BOSTON — Gregory Campbell’s right fibula is now being held together by six pins — the byproduct of a brave piece of shot-blocking during the Eastern Conference final.
But a small sense of relief only arrived for the Boston Bruins winger when his teammates returned to TD Garden on Sunday afternoon.
Campbell was forced to watch the opening two games of the Stanley Cup final on television after undergoing surgery in Boston just before the start of the series. That procedure saw the pins inserted into his leg and some bone fragments removed from it.
As you might imagine, it was the worst possible time to be separated from the team — Campbell’s father, Colin, described it as “gut-wrenching” — but the 29-year-old will now at least get to be back around the guys for the rest of their series against the Chicago Blackhawks.
"He's going to be with us from here on in," Bruins coach Claude Julien said Sunday afternoon. "You're going to see him around here. He wants to be around the team, we want him around the team.
"He's part of our family. You'll get to see him. When we go back to Chicago (for Game 5), it will be the same thing."
The Bruins honoured Campbell during the opening two games in Chicago by setting up a locker stall bearing his name in the visitor's dressing room at United Center.
The 58 seconds he spent playing on a broken leg after blocking an Evgeni Malkin shot is arguably the most lasting memory of these playoffs so far.
While fans watching that game were gripped as Campbell attempted to clear the puck out of the Bruins zone, his father was rewinding the PVR to try and figure out where exactly he was hit. Colin Campbell, the NHL's director of hockey operations, had hoped it might just be a "stinger."
Within 10 minutes he received a text with bad news.
"Two cryptic words -- 'I'm done,"' Colin Campbell told sportsnet.ca on Sunday. "It's so tough to hear that in the playoffs. He loves this time of year and all of a sudden just to have it gone …"
The injury has served as something of a rallying cry for his teammates.
At the risk of sounding cliché, there is a real Band of Brothers-type feel around this Bruins team. They've experienced virtually everything hockey can throw at you over the last few years and seem to have grown closer as a result.
On Sunday, Julien was wished a happy father's day after sitting down at the podium and he quickly cracked that his team had delivered a nice present with Saturday night's 2-1 victory in overtime.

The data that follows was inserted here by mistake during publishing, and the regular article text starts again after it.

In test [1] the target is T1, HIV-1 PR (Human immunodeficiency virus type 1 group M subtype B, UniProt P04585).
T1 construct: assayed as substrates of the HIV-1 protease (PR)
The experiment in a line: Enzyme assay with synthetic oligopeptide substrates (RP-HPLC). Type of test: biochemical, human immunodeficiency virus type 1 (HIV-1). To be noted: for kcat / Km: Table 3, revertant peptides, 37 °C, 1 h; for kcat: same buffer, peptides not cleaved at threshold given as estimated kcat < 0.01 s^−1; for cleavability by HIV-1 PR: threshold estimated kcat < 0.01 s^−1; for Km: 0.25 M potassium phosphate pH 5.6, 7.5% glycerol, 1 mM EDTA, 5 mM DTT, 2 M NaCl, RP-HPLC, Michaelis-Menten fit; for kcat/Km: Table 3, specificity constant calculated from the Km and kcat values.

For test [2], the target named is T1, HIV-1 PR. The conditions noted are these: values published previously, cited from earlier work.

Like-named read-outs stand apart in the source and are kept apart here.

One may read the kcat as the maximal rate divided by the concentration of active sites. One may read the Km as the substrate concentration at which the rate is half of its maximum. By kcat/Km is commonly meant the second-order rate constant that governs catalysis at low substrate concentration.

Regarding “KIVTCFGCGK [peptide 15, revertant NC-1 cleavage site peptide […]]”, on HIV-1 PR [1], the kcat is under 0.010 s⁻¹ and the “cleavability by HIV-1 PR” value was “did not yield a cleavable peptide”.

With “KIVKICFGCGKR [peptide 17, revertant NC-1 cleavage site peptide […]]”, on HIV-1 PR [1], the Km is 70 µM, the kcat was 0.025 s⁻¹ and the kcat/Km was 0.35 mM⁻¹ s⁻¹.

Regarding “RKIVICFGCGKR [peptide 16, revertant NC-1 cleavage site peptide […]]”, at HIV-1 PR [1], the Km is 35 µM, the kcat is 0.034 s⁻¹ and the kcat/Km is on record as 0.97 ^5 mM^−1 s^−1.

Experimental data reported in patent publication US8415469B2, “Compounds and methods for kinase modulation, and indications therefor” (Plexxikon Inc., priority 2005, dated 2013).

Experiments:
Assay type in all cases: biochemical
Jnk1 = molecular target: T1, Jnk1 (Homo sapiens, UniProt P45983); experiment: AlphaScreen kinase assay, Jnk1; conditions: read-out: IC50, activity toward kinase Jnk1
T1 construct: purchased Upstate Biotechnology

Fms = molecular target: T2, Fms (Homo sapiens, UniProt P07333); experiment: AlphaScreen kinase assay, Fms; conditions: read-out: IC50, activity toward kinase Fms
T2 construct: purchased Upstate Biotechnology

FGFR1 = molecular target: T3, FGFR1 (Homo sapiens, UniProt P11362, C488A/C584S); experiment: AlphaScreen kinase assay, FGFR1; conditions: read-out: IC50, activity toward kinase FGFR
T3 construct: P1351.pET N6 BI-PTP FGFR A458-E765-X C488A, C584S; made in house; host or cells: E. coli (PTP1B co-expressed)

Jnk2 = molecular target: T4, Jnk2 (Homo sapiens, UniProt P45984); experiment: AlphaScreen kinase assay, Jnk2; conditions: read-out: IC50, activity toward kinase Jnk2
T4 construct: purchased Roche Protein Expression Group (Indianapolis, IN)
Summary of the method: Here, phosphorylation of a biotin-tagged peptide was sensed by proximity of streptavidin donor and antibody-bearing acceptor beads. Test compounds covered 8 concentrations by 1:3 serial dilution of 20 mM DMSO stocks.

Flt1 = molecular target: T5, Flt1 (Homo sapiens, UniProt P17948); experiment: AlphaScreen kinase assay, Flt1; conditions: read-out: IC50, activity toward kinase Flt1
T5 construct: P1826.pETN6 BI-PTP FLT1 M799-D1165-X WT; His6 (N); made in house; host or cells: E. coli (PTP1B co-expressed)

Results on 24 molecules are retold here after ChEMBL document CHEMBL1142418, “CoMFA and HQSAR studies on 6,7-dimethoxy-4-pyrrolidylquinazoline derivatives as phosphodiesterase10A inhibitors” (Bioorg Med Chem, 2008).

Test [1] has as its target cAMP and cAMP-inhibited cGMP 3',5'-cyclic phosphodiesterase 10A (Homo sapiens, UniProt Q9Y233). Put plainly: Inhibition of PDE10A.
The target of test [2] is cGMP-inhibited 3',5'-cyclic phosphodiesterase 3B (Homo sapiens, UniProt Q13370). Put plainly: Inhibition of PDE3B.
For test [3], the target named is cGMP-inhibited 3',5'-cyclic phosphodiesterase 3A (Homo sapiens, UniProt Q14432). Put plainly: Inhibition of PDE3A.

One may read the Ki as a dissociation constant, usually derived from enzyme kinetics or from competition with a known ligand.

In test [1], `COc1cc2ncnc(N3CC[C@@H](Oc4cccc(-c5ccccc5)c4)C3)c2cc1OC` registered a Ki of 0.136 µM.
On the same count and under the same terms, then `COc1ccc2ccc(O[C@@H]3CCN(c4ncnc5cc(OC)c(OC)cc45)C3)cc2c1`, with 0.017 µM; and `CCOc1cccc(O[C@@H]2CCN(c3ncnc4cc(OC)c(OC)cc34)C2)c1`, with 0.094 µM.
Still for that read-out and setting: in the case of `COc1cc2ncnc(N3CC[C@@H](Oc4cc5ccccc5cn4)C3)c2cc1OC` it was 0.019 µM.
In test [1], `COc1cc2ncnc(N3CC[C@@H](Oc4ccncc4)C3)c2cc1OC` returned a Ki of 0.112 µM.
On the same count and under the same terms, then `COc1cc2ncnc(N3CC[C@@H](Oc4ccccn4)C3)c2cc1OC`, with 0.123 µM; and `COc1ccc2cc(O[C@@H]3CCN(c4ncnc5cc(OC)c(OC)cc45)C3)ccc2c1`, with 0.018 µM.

"Yeah, my kids gave it to me," he said.
This series has family storylines running right through it.
Blackhawks general manager Stan Bowman -- he was named after the Stanley Cup -- has been watching games from the press box with his legendary father Scotty, who serves as an advisor to the team.
Then there is the Campbells.
Just as when Gregory played for the Bruins during the 2011 Cup final against Vancouver, Colin has surrendered all of his hockey operations duties for the series. He is little more than a fan right now.
During a father's day conversation, he said it has been "gratifying" to see his son follow in his footsteps. Gregory was a frequent visitor to Madison Square Garden as a kid when his father was coaching the New York Rangers.
"Gregory hung out in the dressing room; he was a dressing room junkie," said Colin Campbell. "He saw how hard they worked off ice, he listened to the hockey talk, the back and forth before games.
"I think there's a real benefit for kids to make it now when their fathers play in the league or coach in the league."
It had been a surprisingly productive spring for the depth forward -- Campbell scored three goals in a five-game series win over the New York Rangers in Round 2 -- until his season was abruptly ended with the Malkin shot block.
The injury has disrupted the four-line rotation that Julien prefers to employ and inadvertently prompted a key adjustment during Game 2. The Bruins coach was searching for a spark when he moved Tyler Seguin onto a line with Daniel Paille and Chris Kelly after a poor first period.
That unit ended up scoring both goals.
Paille, who beat Corey Crawford for the overtime winner, acknowledged Sunday that it's been tough to play the last few games without his usual linemate Campbell.
"When you play with someone for so many years, you have to kind of adjust," said Paille. "Having Soupy out, it has been slightly different. Hopefully we can try to find our game now and the other line as well, so that we can just try to focus on that and not play too tense."
Eventually, Colin Campbell believes his son will be at peace with the way things have unfolded for him this spring. The hockey lifer indicated that the only option available to everyone involved is to keep moving forward.
"When it's all said and done, when the playoffs are over, he'll know that it's part of (what happens) at this time of year," said Campbell. "People go down and other people have to pick it up. He was able to contribute up to the point of the third round.
"It takes everybody to win and good teams, Stanley Cup teams, they rise above those injuries."